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Figure 48. A sea bottom dredge designed by Jacques Picard in 1961 at the Marseille Marine Station and first used in the Bay of Marseille. This was meant to sample the fauna living in the sediments covering the seafloor. This instrument is similar to a box dredge or deep sea anchor dredge. It was first tested in 1961 in the Bay of Marseille.
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Figure 49. An Ekman bottom sampler for use in zoological sampling operations. This instrument was capable of acquiring a sample from a surface area covering 500 sq cm. This device was designed by Dr. Sven Ekman of Jonkoping, Sweden in 1910. This sampler was spring-loaded and snapped shut to acquire mud and silt. Although tested in a lake, it was equally useful in the sea.
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Figure 50. Petersen scoop bottom sampling device used by the Danish scientist C. G. Johan Petersen for studies of the bottom sediments of the Baltic Sea from 1910 to 1912. Top: the original sampler. Bottom: sampling device in the Oceanographic Museum. Petersen studied the samples to make precise quantitative studies of the fauna in the sedimentary material.
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Figure 51. A Birge-Ekman bottom sampling device. This sampler was described by by the American limnologist Edward Birge in 1921 and used in lacustrine studies . Top: open. Bottom: closed. This instrument was very similar to the Ekman bottom sampler. Only the closing device was different.
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Figure 52. Knudsen bottom sampler designed by Martin Knudsen, a professor at the University of Copenhagen. This machine was meant to improve the sampling ability of the Petersen sampling device in more compact sediment layers. It was tested in the Oresund between Denmark and Sweden off the DANA in 11 meters of water in 1926.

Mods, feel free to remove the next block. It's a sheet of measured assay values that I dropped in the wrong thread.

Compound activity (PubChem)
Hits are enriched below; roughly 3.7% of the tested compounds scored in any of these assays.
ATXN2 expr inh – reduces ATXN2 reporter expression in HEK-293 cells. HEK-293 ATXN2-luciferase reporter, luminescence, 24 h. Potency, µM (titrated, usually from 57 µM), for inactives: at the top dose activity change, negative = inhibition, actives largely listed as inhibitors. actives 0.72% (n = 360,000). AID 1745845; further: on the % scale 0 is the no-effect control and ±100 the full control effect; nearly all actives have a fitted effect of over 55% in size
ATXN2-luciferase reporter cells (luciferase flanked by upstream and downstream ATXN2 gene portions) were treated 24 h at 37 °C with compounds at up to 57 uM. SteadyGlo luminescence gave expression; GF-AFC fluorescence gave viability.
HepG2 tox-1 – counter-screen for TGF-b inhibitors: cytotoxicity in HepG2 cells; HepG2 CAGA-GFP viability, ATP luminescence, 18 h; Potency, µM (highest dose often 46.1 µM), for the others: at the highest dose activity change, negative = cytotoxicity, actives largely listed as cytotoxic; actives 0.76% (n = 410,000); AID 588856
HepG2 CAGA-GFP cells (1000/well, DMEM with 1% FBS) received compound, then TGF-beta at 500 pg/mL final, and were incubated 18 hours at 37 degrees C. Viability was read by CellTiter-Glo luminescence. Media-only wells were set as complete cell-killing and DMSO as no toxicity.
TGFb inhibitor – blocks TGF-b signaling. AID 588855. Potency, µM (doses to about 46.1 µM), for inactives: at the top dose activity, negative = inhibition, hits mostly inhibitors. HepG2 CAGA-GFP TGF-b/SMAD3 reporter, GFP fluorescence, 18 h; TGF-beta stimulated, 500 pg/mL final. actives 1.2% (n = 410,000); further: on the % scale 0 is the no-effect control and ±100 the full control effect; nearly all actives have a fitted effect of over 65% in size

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Illustration 2. Recovery of the triangular fish trap. Drawn by Louis Tinayre and engraved by Duplessis; taken from "The Career of a Navigator", the work of Prince Albert I of Monaco, third edition published in 1914.
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Figure 53. Triangular fish trap used by Prince Albert I of Monaco on his first oceanographic expedition on l'HIRONDELLE in 1886.
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Figure 54. Small cylindrical bow net first devised by Prince Albert I of Monaco about 1888.
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Figure 55. Electric lamp invented by the Austrian Klaus Grein in 1912. This lamp was used on the EIDER in 1912 to attract fish at depths from 0 to 800 meters.
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Figure 56. Regnard phosphorescent tubes designed by the physiologist Paul Regnard to attract certain marine fish to nets and traps used in biological sampling. These tubes were designed about 1888 and used by Prince Albert I of Monaco with his sampling nets. Left: two-ring model. Right center: one-ring model. Bottom: Reflecting plate.